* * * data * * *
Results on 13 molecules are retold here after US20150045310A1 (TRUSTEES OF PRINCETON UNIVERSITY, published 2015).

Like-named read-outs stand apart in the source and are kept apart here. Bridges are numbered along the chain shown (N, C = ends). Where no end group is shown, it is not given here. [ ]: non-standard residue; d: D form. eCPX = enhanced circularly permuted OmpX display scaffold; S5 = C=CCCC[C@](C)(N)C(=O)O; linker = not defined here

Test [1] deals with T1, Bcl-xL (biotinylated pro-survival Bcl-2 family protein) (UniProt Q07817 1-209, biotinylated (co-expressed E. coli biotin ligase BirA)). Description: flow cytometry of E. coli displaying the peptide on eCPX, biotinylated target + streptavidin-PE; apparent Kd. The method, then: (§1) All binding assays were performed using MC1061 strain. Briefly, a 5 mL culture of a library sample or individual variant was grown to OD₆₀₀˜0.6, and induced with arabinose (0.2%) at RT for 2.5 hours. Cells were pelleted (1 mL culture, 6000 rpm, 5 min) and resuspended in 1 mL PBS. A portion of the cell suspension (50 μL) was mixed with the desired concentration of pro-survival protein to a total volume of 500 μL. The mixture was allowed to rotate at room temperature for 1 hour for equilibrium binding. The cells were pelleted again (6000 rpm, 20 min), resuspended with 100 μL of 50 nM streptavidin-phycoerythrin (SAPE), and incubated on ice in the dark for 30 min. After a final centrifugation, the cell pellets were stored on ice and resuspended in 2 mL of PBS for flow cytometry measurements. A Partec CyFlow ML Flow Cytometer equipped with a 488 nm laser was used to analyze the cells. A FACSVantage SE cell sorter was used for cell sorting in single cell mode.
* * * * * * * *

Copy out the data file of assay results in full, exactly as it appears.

Results on 13 molecules are retold here after US20150045310A1 (TRUSTEES OF PRINCETON UNIVERSITY, published 2015).

Like-named read-outs stand apart in the source and are kept apart here. Bridges are numbered along the chain shown (N, C = ends). Where no end group is shown, it is not given here. [ ]: non-standard residue; d: D form. eCPX = enhanced circularly permuted OmpX display scaffold; S5 = C=CCCC[C@](C)(N)C(=O)O; linker = not defined here

Test [1] deals with T1, Bcl-xL (biotinylated pro-survival Bcl-2 family protein) (UniProt Q07817 1-209, biotinylated (co-expressed E. coli biotin ligase BirA)). Description: flow cytometry of E. coli displaying the peptide on eCPX, biotinylated target + streptavidin-PE; apparent Kd. The method, then: (§1) All binding assays were performed using MC1061 strain. Briefly, a 5 mL culture of a library sample or individual variant was grown to OD₆₀₀˜0.6, and induced with arabinose (0.2%) at RT for 2.5 hours. Cells were pelleted (1 mL culture, 6000 rpm, 5 min) and resuspended in 1 mL PBS. A portion of the cell suspension (50 μL) was mixed with the desired concentration of pro-survival protein to a total volume of 500 μL. The mixture was allowed to rotate at room temperature for 1 hour for equilibrium binding. The cells were pelleted again (6000 rpm, 20 min), resuspended with 100 μL of 50 nM streptavidin-phycoerythrin (SAPE), and incubated on ice in the dark for 30 min. After a final centrifugation, the cell pellets were stored on ice and resuspended in 2 mL of PBS for flow cytometry measurements. A Partec CyFlow ML Flow Cytometer equipped with a 488 nm laser was used to analyze the cells. A FACSVantage SE cell sorter was used for cell sorting in single cell mode.